Wednesday, June 11, 2008

Measure would let drugstores pass prescription information to bulk mailers

I must say that despite the disappointment of SB 1096 passing the Senate by a single vote last week, the continuing press attention on the bill does give reason to be hopeful.

As you may remember, SB 1096 (Calderon) - sponsored by a drug marketing firm currently being sued for privacy breaches - would allow the sharing of a patient's confidential medical information regarding prescription drugs among a pharmacy, third party corporations and pharmaceutical companies.

For more information on the bill see previous posts, beginning with this one.

Before I get to the article by consumer rights champion David Lazarus of the Los Angeles Times - which now faces an Assembly vote next week - I want to direct everyone to CFC's Action Alert opposing this bill. Tell your Assemblymember (and the Governor) to protect patient prescription records!!

David Lazarus writes:

Under legislation that quietly passed in the state Senate on May 29 and is making its way through the Assembly, drugstores would be free to share patients' prescription records with companies that specialize in bulk mailings.Money would change hands along with people's personal data, but, as you'll see, it's not exactly clear who's paying whom.


The reality, critics say, is that this is an effort by pharmaceutical companies to help ensure that patients stick with expensive name-brand drugs and not stray toward cheaper generic alternatives. They say it also could lead to privacy violations."Your private medical information is being transferred from one database to another," said Jerry Flanagan of Santa Monica-based Consumer Watchdog. "Once that genie's out of the bottle, it's very hard to get it back in."


SB 1096 is surprisingly murky when it comes to who is supposed to benefit from the legislation. The bill lists its "source" as Adheris Inc., which describes itself as "the leader in prescription-drug patient behavior modification."Adheris used to be known as Elensys Care Services Inc.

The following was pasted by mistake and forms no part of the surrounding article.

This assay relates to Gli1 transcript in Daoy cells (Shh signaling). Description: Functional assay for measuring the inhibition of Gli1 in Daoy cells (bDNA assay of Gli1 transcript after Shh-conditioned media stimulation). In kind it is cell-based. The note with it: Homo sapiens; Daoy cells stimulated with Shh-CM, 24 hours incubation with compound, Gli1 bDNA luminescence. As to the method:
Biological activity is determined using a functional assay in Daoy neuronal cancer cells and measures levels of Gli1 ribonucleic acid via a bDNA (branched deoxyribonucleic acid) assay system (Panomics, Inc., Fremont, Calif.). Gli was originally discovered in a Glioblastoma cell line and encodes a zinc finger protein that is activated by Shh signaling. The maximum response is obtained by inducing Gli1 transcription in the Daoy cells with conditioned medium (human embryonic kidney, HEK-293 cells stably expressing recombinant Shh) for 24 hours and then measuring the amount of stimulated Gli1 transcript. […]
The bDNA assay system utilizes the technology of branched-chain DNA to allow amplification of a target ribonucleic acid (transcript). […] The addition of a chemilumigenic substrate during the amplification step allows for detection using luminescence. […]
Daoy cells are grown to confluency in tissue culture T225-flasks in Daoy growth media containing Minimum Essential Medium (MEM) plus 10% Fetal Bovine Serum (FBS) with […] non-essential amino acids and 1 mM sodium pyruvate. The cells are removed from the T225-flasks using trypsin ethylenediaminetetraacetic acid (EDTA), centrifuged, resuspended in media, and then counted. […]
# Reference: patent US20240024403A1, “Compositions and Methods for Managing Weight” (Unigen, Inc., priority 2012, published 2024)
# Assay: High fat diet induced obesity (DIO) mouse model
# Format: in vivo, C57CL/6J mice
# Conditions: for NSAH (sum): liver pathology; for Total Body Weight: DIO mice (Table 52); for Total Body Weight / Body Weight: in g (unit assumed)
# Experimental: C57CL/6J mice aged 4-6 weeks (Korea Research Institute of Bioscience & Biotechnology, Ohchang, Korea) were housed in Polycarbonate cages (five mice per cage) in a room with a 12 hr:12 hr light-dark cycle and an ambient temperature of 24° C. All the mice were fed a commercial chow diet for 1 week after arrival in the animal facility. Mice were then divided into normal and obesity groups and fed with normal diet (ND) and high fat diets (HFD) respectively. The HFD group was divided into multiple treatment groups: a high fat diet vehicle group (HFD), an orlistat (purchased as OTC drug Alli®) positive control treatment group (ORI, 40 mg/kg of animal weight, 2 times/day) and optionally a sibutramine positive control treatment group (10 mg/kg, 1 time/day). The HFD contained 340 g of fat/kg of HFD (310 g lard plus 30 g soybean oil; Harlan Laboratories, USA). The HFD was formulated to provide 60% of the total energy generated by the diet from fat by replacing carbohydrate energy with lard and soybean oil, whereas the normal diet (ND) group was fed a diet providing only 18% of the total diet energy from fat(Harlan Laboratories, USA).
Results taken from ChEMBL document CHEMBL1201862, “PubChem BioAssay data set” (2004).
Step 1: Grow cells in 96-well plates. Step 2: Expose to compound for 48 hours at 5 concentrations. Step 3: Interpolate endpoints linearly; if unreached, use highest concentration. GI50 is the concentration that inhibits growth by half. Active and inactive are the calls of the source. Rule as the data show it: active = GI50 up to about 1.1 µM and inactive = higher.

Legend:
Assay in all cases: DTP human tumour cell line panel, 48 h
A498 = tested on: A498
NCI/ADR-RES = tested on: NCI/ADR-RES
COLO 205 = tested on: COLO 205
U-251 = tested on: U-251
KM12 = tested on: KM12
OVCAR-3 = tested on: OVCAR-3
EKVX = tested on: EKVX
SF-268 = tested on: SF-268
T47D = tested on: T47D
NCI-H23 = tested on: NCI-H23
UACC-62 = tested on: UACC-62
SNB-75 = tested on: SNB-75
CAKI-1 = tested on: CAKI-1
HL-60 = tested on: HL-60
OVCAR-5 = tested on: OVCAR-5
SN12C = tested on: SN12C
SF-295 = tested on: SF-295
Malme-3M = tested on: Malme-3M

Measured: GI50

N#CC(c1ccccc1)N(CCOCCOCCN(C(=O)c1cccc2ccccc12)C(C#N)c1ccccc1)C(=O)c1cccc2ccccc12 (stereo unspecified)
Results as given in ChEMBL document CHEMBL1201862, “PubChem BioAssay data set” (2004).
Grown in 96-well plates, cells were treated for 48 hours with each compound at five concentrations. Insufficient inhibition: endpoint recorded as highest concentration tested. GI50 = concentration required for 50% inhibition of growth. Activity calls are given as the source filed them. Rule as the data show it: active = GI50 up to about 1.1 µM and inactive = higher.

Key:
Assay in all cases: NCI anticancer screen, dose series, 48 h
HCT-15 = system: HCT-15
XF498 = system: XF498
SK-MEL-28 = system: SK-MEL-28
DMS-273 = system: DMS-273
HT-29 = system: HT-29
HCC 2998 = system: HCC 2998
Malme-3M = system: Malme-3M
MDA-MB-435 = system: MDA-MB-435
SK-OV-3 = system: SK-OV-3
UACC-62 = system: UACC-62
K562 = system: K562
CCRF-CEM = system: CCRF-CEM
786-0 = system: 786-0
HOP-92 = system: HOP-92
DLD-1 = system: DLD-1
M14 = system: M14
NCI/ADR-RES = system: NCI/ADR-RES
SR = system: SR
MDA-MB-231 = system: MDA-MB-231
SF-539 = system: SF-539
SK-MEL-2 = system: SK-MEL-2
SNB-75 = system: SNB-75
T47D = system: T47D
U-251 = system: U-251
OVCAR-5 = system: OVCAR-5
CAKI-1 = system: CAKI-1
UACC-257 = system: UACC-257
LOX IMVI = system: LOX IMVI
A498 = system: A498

The company changed its name after it came to light in 1998 that CVS and other pharmacies were sending people's personal medical information to Elensys without their permission. A related lawsuit is pending.As Adheris, the company remains in the business of reminding people to take their meds. But critics such as Consumer Watchdog's Flanagan say Adheris' emphasis is on promoting name-brand drugs and keeping patients loyal to specific brands.


Calderon's bill appears to anticipate that mailings may be paid for by drug makers or companies such as Adheris and not just by drugstores. It says disclosure is required "if the written communication is paid for, in whole or in part, by a manufacturer, distributor or provider of a healthcare product or service."I pointed this out to Calderon."I'm not familiar with that," he replied. "I've never seen that part of the bill."This is his bill, remember.

SB 1096 would allow people to opt out at the pharmacy counter from receiving any mailings from Adheris. But it's unclear whether you could opt out from the company accessing your records. The bill says the opt-out covers "receiving a written communication from a pharmacy." It's silent on whether your private data would still be sent to Adheris' computers.


If the reminder mailings are so useful, why not just ask people to opt in? That way you'd be giving your permission upfront, rather than requiring people to cancel a service they may not have been aware of in the first place."The problem is that opt-in doesn't work," Calderon said, saying that other states have found that if you ask people to sign up for reminder programs, they usually decline. Tells the whole story, some might say.


Since 2002, Calderon has received at least $89,000 in contributions from drug companies and pharmacy chains, according to public records.

The Sac Bee also covered the bill today:

Privacy concerns have been raised about a bill moving through the California Legislature that would let pharmacies partner with drug companies to send out letters reminding patients to refill their prescriptions. Senate Bill 1096 by Sen. Ron Calderon, D-Montebello, is sponsored by a medical information company facing an invasion of privacy class-action suit that alleges some practices the legislation would make legal.